The ability of mammals to measure seasonal changes in daylength depends upon a circadian clock and the phase-relationship between this clock and the light: dark cycle. Recently, a number of pharmacological and nonpharmacological stimuli have been shown to have pronounced effects on the phase of the circadian clock of rodents. The objective of the present study was to determine if a drug-induced change in the phase-relationship between a measurable circadian rhythm (i.e., wheel running behavior) and the light:dark cycle would alter the effects of the light cycle on the neuroendocrine-gonadal axis. Adult male hamsters with regressed testes due to exposure to an inhibitory 10:14-hr light:dark cycle were daily injected with vehicle or the short-acting benzodiazepine, triazolam, while remaining on short days, while a control group of hamsters was transferred to a photostimulatory 14:10-hr light:dark cycle. Two other groups of hamsters with regressed testes were blinded and daily injected with vehicle or triazolam. The injections were timed to occur about 4 hr before activity onset because previous studies had demonstrated that injections of triazolam at this time can lead to a phase advance in the activity rhythm. The circadian rhythm of wheel running behavior was measured in all the animals maintained on the 10:14-hr light: dark cycle in order to monitor circadian phase. While no testicular growth was observed after 25 days of vehicle injections, growth was observed in the triazolam-treated animals that was comparable to that observed in control animals transferred to long days. Testicular growth in triazolam-treated animals was associated with an earlier onset of locomotor activity, when compared with the vehicle-treated animals. Importantly, triazolam had no effect on the testicular size of blind animals. These results indicate that daily injections of triazolam can stimulate neuroendocrine-gonadal activity by altering the phase-relationship between the cycle and the circadian clock involved in photoperiodic time measurement, and that agents which can affect the clock may be useful in altering seasonal cycles.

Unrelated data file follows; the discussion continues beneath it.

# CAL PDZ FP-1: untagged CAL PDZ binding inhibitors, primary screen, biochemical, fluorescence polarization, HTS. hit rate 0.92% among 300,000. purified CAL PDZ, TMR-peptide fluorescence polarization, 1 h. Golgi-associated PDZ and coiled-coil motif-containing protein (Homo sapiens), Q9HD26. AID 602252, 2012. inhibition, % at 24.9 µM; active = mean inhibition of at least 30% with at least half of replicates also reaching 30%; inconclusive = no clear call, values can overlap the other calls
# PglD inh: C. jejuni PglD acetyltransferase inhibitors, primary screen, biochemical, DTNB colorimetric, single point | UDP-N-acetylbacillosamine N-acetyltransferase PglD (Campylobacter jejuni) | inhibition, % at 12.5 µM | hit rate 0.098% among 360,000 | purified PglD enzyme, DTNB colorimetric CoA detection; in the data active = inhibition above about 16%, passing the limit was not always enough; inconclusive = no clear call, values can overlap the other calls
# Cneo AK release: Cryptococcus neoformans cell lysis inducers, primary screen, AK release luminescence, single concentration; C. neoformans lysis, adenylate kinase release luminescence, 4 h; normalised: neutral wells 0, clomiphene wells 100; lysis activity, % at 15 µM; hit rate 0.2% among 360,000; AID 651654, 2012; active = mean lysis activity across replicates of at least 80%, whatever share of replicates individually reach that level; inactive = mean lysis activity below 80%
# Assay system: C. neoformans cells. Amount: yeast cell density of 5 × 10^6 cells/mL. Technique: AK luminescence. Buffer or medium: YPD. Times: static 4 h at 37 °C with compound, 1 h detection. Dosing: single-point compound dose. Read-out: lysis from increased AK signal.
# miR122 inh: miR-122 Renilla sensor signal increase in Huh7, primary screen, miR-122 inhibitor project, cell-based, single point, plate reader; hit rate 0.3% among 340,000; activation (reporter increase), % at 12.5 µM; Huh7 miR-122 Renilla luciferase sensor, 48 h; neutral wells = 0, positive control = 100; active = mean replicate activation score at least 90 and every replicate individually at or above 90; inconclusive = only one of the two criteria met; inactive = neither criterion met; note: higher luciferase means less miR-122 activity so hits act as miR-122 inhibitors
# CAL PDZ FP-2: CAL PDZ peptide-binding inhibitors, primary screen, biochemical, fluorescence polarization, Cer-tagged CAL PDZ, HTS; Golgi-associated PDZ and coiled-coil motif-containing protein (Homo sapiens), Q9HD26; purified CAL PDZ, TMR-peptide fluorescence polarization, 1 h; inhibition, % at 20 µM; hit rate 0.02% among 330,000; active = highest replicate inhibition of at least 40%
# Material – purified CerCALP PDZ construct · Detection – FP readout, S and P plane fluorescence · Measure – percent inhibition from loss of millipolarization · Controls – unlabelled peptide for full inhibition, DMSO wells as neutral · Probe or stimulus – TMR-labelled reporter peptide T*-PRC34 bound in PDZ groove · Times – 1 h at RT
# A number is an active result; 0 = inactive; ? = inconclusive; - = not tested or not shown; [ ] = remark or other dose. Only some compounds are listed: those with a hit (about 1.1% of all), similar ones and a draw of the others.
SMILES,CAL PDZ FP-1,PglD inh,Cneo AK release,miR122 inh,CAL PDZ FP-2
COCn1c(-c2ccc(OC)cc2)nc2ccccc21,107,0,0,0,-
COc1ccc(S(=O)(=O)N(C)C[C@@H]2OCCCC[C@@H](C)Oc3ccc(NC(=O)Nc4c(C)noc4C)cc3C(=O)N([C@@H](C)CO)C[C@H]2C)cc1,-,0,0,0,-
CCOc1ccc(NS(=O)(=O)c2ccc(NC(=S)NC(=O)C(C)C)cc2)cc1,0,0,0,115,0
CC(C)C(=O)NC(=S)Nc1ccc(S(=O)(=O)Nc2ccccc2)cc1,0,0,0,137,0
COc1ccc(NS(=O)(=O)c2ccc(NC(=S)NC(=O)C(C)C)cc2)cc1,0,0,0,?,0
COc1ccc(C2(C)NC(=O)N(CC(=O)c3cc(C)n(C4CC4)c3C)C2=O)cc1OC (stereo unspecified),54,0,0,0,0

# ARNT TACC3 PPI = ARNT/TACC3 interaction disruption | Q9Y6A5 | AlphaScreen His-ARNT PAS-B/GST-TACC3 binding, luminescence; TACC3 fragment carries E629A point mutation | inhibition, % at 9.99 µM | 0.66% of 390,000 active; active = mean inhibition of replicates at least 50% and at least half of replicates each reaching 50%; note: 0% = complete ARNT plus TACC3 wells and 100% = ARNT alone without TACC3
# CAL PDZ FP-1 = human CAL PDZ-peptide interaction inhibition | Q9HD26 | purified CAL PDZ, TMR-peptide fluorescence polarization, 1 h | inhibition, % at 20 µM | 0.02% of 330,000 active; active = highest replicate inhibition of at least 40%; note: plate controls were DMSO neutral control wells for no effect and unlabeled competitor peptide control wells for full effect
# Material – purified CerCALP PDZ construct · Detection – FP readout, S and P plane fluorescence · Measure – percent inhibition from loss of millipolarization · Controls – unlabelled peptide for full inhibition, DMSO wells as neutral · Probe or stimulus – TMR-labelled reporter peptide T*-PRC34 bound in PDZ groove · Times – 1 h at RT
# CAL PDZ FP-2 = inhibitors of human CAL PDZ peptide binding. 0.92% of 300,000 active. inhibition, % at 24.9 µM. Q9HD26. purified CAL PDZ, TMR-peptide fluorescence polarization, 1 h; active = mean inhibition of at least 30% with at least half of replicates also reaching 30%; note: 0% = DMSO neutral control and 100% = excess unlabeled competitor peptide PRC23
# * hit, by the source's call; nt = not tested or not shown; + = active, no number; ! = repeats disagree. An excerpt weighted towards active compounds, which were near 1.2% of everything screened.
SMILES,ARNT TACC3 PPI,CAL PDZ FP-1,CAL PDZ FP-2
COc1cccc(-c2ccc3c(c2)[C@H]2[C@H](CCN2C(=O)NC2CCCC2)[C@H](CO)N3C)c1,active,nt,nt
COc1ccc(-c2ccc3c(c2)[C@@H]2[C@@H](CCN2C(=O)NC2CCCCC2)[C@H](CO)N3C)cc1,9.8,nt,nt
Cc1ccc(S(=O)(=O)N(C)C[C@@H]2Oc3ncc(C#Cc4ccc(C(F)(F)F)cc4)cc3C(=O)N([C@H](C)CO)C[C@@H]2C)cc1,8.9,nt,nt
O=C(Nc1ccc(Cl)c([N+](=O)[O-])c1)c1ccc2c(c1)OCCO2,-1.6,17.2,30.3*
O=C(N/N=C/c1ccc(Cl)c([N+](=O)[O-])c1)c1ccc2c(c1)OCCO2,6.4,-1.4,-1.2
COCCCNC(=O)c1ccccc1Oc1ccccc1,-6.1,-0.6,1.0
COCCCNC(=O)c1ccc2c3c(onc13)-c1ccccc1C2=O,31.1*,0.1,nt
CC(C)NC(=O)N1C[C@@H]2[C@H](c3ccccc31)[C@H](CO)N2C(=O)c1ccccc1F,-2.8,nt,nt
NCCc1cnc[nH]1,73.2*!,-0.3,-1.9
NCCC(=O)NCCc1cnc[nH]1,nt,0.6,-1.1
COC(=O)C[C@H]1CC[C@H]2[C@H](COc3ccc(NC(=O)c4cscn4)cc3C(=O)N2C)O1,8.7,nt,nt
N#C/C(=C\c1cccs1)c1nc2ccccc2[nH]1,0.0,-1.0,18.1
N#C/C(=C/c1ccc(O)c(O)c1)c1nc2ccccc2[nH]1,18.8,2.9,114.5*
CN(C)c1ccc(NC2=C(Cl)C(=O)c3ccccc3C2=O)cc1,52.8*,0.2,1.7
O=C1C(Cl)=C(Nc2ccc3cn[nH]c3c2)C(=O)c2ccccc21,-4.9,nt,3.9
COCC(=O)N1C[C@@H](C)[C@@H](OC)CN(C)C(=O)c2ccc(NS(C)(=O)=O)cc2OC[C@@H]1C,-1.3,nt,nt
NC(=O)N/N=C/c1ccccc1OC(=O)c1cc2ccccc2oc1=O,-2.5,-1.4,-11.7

|Original language||English (US)|
|Number of pages||7|
|Journal||Proceedings of the Society for Experimental Biology and Medicine|
|State||Published - Jun 1994|
ASJC Scopus subject areas
- Biochemistry, Genetics and Molecular Biology(all)